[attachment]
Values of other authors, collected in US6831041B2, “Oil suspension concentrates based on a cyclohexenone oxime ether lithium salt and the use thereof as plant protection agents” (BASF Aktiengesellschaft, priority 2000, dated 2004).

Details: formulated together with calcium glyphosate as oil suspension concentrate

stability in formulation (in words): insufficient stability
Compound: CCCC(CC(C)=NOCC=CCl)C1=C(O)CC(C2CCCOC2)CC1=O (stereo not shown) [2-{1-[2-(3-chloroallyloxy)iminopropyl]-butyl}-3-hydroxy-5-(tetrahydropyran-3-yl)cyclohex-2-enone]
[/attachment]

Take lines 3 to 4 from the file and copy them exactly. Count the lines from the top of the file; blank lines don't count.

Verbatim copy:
stability in formulation (in words): insufficient stability
Compound: CCCC(CC(C)=NOCC=CCl)C1=C(O)CC(C2CCCOC2)CC1=O (stereo not shown) [2-{1-[2-(3-chloroallyloxy)iminopropyl]-butyl}-3-hydroxy-5-(tetrahydropyran-3-yl)cyclohex-2-enone]